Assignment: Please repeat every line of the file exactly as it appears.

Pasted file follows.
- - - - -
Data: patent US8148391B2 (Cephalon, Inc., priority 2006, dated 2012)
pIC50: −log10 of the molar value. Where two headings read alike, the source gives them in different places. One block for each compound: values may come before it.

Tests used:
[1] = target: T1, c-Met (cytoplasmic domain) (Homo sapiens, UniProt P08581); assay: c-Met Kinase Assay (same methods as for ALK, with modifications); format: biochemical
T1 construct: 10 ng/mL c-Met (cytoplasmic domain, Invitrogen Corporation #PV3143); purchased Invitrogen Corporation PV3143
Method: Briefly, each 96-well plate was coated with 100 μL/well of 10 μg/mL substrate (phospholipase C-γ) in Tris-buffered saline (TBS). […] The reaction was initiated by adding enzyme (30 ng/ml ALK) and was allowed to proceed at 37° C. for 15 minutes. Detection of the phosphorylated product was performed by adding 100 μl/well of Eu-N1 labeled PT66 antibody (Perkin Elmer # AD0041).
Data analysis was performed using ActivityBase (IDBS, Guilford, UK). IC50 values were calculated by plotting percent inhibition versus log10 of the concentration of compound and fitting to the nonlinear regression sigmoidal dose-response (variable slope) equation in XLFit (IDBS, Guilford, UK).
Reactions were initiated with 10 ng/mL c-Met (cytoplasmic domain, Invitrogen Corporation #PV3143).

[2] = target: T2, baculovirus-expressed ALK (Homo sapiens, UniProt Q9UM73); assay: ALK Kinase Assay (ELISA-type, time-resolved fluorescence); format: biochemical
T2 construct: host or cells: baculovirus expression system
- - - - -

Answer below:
Data: patent US8148391B2 (Cephalon, Inc., priority 2006, dated 2012)
pIC50: −log10 of the molar value. Where two headings read alike, the source gives them in different places. One block for each compound: values may come before it.

Tests used:
[1] = target: T1, c-Met (cytoplasmic domain) (Homo sapiens, UniProt P08581); assay: c-Met Kinase Assay (same methods as for ALK, with modifications); format: biochemical
T1 construct: 10 ng/mL c-Met (cytoplasmic domain, Invitrogen Corporation #PV3143); purchased Invitrogen Corporation PV3143
Method: Briefly, each 96-well plate was coated with 100 μL/well of 10 μg/mL substrate (phospholipase C-γ) in Tris-buffered saline (TBS). […] The reaction was initiated by adding enzyme (30 ng/ml ALK) and was allowed to proceed at 37° C. for 15 minutes. Detection of the phosphorylated product was performed by adding 100 μl/well of Eu-N1 labeled PT66 antibody (Perkin Elmer # AD0041).
Data analysis was performed using ActivityBase (IDBS, Guilford, UK). IC50 values were calculated by plotting percent inhibition versus log10 of the concentration of compound and fitting to the nonlinear regression sigmoidal dose-response (variable slope) equation in XLFit (IDBS, Guilford, UK).
Reactions were initiated with 10 ng/mL c-Met (cytoplasmic domain, Invitrogen Corporation #PV3143).

[2] = target: T2, baculovirus-expressed ALK (Homo sapiens, UniProt Q9UM73); assay: ALK Kinase Assay (ELISA-type, time-resolved fluorescence); format: biochemical
T2 construct: host or cells: baculovirus expression system